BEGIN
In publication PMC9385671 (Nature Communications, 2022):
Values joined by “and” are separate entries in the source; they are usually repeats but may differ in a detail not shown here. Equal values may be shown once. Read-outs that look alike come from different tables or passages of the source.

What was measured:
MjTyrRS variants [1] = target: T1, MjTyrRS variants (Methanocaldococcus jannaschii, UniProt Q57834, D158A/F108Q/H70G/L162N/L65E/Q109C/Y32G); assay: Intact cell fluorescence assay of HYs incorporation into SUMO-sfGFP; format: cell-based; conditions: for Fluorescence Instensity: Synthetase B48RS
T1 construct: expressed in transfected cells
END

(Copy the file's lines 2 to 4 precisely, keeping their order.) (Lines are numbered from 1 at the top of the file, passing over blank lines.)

Values joined by “and” are separate entries in the source; they are usually repeats but may differ in a detail not shown here. Equal values may be shown once. Read-outs that look alike come from different tables or passages of the source.

What was measured:
MjTyrRS variants [1] = target: T1, MjTyrRS variants (Methanocaldococcus jannaschii, UniProt Q57834, D158A/F108Q/H70G/L162N/L65E/Q109C/Y32G); assay: Intact cell fluorescence assay of HYs incorporation into SUMO-sfGFP; format: cell-based; conditions: for Fluorescence Instensity: Synthetase B48RS